Generally, doctors do an excellent job in treating patient’s admitted to Hospital. On – happily – very rare occasions, negligent medical treatment can lead to the amputation of a patient’s limb or limbs with devastating consequences for their private and working life.

Richard Blair, Partner and Member of the Law Society’s Clinical Negligence Panel at WBW Solicitors, outlines how a claim is investigated when a limb has to be amputated as a result of medical negligence.

The need for the amputation of legs, arms, hands, feet, fingers or toes as a result of medical negligence, is exceedingly rare. But when it does happen the results are bound to be very serious for the patient and members of the family. It can happen for example if:

  • medical professionals fail to spot the symptoms of deep vein thrombosis or ischaemia (a restriction in blood supply to tissues, causing a shortage of oxygen that is needed to keep tissue alive);
  • there is a misdiagnosis of, for example, an aneurysm;
  • a surgeon carries out surgery in the wrong place; or
  • the patient develops an infection whilst in Hospital leading to medical complications.

An amputation will have a dramatic effect on a patient’s life. Apart from the pain and suffering it causes, you may be prevented from working or forced to retrain so that you can carry our different work; work that may be much less well paid. You may only be able to work part-time rather than full-time.

Your mobility may be greatly restricted. It may not be possible for you to continue to live in a property with a lot of stairs or where access to and from the front door is by means of stairs. Perhaps you live in a block of flat with unreliable lift access. If your mobility is restricted, you may need suitable, alternative accommodation. That will involve considerable expense. The new property may well need to be adapted to your particular needs.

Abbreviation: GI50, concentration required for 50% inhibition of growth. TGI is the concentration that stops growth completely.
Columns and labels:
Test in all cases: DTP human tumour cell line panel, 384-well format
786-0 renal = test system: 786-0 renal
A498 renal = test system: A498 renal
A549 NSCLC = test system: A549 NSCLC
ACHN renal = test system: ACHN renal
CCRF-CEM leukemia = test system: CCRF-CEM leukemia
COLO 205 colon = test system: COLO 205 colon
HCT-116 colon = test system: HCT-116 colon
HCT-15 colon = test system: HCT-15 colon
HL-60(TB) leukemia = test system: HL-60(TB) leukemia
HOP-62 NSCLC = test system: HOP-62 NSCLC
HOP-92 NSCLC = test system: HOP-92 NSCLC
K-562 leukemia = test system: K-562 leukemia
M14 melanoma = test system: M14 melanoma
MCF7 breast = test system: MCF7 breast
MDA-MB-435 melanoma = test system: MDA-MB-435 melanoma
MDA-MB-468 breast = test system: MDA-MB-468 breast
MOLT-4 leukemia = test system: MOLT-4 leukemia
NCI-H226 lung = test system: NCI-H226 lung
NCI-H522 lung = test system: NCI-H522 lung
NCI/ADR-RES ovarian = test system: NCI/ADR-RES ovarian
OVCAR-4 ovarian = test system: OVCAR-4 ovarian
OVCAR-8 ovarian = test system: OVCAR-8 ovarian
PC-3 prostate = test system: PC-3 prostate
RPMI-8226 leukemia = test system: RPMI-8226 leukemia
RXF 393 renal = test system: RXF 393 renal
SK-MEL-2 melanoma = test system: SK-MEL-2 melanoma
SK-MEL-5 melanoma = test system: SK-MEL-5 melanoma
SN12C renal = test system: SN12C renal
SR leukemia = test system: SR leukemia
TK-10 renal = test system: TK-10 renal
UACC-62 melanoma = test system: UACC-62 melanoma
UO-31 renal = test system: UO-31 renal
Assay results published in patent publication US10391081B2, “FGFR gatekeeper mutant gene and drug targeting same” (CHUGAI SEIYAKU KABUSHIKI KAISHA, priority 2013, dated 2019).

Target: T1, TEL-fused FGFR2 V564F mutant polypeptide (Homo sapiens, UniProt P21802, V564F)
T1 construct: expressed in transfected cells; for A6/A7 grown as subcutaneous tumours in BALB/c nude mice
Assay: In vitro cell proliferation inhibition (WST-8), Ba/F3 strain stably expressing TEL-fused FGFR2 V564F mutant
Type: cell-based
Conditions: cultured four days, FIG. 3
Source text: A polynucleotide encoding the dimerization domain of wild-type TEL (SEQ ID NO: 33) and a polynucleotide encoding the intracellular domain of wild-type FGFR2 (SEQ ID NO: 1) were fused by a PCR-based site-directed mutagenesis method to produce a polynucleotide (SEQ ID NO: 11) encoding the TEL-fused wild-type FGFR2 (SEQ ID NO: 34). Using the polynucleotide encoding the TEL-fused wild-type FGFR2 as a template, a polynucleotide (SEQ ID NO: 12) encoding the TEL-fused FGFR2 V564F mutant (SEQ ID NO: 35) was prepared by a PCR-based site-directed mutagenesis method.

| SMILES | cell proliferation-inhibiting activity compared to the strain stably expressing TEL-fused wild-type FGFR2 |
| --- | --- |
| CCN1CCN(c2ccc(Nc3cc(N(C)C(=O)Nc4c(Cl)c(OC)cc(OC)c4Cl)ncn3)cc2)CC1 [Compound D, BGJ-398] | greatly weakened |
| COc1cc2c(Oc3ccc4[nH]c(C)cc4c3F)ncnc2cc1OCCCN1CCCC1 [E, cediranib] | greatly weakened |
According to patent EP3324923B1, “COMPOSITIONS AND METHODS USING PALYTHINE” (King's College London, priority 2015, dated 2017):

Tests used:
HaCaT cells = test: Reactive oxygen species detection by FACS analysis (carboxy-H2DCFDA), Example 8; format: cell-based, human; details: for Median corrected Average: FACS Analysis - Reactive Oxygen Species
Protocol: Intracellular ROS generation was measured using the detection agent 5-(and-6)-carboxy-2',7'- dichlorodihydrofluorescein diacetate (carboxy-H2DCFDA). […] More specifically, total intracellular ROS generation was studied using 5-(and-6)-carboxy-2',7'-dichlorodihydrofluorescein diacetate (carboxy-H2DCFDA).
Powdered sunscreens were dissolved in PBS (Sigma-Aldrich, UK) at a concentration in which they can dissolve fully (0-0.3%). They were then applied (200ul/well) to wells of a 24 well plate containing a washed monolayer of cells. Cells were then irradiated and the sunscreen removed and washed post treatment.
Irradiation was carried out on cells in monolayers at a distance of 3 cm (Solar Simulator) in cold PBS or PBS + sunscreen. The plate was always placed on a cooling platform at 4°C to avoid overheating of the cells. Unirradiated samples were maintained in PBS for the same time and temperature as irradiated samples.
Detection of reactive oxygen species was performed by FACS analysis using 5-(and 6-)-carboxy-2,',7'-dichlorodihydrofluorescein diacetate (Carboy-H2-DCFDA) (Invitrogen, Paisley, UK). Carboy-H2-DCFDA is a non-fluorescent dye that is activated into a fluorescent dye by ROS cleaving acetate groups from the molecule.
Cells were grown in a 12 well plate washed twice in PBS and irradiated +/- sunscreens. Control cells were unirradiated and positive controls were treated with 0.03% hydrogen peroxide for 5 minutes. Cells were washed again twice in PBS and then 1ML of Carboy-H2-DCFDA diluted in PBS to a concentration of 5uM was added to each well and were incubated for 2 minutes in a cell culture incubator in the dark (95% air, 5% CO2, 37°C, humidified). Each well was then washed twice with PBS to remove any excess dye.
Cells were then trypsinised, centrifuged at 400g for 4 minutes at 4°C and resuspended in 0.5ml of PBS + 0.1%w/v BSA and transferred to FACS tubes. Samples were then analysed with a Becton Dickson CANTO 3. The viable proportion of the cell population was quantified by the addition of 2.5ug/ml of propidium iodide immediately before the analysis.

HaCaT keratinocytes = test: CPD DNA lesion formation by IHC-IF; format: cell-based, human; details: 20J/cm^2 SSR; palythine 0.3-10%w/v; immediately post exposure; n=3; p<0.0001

Even if you can and want to remain in your present home, you will probably have difficulty carrying out everyday tasks. You will have to buy special equipment for your existing home or vehicle.

It may be necessary for you to undergo further surgery. It may need to undergo physiotherapy or counselling. The need for prosthetic limbs has to be considered. None of these are pleasant topics to dwell on but they are vitally important and must not be overlooked. All are likely to be expensive; perhaps very expensive.

Sadly, the amputation of a limb or limbs can cause a range of additional long-term medical complications and those have to be taken into account when the claim is valued.

All of these arrangements cost a very considerable sum of money. That is why compensation is of vital importance.

If you have to undergo an amputation as a result of medical negligence, it is imperative you contact a specialist clinical negligence solicitor straight away. We recommend that your solicitor should be a member of either or both of the following: –

  • The Action Against Medical Accidents Solicitors’ Panel
  • The Law Society’s Clinical Negligence Panel.

Your solicitor will be able to guide you through the claims process, investigating the medical and legal issues which arise, arranging for medical reports to be prepared and by gathering evidence and drawing up witness statements, in order to ensure you get the right and fair level of compensation for your pain and suffering, as well as loss of earnings and other expenses. The solicitor will explain and handle the legal process from beginning to end.

For more information on claiming compensation for clinical negligence which has resulted in an amputation, or any other medical negligence issue, contact Richard Blair at WBW Solicitors on 01803 546100 or richardblair@wbw.co.uk.

The contents of this article are for the purposes of general awareness only.  They do not purport to constitute legal or professional advice.  The law may have changed since this article was published.  Readers should not act on the basis of the information included and should take appropriate professional advice upon their own particular circumstances.